"Cambodian Rock Band" at La Jolla Playhouse. Photo by Jim Carmody
“Cambodian Rock Band” is a stirring work of theater that comes along not nearly enough. Its intuition for creating moments on the stage is keen, its comingling of insight and emotion rare. What Lauren Yee’s play may accomplish most artfully, however, is juxtaposing tragedy on both a mass and an intimate scale with a celebration of music at its most cathartic and redemptive.
Yee is a 2012 MFA graduate of UCSD’s Department of Theatre and Dance and one of the hottest playwright in the country. It’s fitting that her “Cambodian Rock Band,” which she says was inspired by first hearing the Cambodian and American band Dengue Fever during her student years, is onstage at La Jolla Playhouse on the UCSD campus. The play-with-music was commissioned by the South Coast Repertory Theatre in Orange County, where it opened to raves last year. The Playhouse staging, directed by Chay Yew, is a co-production with Portland Center Stage at the Armory.
Songs by the L.A.-based Dengue Fever are featured in “Cambodian Rock Band” and are performed by the cast members. Jangly and propulsive, the music is an urgent and atmospheric amalgam of ‘60s surf rock, garage rock and psychedelia.
As immersive as the live music is, the story of “Cambodian Rock Band” – a young woman (Brooke Ishibashi) named Neary in Phnom Penh working to bring to justice a Khmer Rouge war criminal (Daisuke Tsuji) – is taut with human drama. Neary’s father Chum (Joe Ngo) surprises her at her hotel, and soon a long-kept secret about his past in his native Cambodia comes to the fore. He tells his story in Act 2, when the full depth of the Khmer Rouge brutality is laid bare.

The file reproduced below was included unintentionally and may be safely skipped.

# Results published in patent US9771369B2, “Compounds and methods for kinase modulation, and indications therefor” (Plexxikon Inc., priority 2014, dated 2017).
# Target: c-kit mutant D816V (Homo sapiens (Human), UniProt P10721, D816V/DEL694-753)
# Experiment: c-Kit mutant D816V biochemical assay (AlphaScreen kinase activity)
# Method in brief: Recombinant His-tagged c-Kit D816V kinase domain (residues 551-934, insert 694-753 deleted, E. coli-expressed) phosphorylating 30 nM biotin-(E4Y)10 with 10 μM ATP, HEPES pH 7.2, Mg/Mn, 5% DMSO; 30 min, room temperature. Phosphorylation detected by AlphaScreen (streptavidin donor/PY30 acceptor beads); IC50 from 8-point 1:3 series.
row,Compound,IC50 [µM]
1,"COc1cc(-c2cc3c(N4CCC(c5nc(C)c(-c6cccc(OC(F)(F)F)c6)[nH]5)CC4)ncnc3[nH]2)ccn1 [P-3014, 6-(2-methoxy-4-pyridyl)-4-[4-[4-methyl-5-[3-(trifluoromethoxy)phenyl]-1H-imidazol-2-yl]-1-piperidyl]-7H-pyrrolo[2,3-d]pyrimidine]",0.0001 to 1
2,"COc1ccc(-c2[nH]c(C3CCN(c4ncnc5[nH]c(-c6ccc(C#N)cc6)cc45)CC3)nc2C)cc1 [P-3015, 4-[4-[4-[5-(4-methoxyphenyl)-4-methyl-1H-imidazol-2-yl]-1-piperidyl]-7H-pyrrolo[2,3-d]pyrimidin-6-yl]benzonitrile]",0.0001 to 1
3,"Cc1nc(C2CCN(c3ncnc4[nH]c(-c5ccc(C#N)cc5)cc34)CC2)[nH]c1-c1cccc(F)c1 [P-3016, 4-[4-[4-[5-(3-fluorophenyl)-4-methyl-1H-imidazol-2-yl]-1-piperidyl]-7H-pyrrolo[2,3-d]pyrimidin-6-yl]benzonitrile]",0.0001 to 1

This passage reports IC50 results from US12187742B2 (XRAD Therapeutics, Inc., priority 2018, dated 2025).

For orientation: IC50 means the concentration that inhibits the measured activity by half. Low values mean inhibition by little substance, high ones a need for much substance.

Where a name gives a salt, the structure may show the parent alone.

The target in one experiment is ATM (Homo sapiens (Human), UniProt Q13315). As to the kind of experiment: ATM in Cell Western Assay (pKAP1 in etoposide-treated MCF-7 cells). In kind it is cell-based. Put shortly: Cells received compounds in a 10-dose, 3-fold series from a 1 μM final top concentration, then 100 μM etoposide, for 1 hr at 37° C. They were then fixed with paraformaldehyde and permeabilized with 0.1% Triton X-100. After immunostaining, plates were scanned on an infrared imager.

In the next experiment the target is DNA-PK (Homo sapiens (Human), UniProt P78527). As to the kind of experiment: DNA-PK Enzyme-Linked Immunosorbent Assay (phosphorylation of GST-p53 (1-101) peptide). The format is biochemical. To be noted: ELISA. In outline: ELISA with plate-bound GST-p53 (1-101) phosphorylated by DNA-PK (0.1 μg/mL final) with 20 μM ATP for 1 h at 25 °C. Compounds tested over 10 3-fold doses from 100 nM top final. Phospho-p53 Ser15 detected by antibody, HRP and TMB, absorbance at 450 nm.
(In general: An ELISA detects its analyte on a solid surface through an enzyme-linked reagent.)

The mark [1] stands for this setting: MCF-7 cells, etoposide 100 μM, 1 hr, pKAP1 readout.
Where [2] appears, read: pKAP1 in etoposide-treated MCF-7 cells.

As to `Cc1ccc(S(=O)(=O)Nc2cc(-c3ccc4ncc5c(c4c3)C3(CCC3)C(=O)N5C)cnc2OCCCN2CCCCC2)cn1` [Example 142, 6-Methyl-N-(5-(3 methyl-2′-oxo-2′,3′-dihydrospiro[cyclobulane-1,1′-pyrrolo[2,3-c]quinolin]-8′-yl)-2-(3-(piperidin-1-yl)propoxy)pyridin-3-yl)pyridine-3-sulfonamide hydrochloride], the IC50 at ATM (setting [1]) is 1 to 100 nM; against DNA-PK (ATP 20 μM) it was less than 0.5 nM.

Ngo’s performance, both with and without an electric guitar, is an unforgettable one.
The brilliance of “Cambodian Rock Band” is its facility for shifting but also sustaining mood while never straying from its conscience and soul or from the cautionary messages it imparts. The potency of Cambodia’s music is an affirmation of a people’s survival and courage in the face of humanity at its worst. So too is the love between a parent and child demonstrated as transcendent and unbreakable.
(Review originally published in San Diego CityBeat on 11/20/19.)
Sarah Jane Nash (top) and Kate Rose Reynolds in "And Neither Have I Wings to Fly." Photo by Ken Jacques
Metaphor alert! Metaphor alert! Whenever the title of a play, or any narrative work for that matter, includes the word “fly” it’s a safe bet that the ensuing story will have something to do with a person at the outset tethered by fate or circumstances being uplifted. In playwright Ann Noble’s “And Neither Have I Wings To Fly,” that person is Eveline Donnelly, a young Irish woman living a dutiful but mostly joyless life tending to her widowed father and her younger, impetuous sister, Kathleen. What will it take to get Eveline’s dreams off the ground? Why a ghost, of course.
But Noble’s 1995 play isn’t flighty at all. On the contrary, it’s grimly serious on the subjects of death and duty. Without complaint and with nary a smile, Eveline does what she believes she must do in a depressing, dysfunctional household – until the spirit of her mother appears (only to her), causing her to doubt everything, including her own sanity.
“And Neither Have I Wings To Fly” is, then, a plum opportunity for a talented actress, and Scripps Ranch Theatre’s production has one in Kate Rose Reynolds. Her Eveline’s subtle transformation is accomplished with an aching, yearning grace. Reynolds previously appeared in SRT’s “Move Over, Mrs. Markham” and “Communicating Doors.”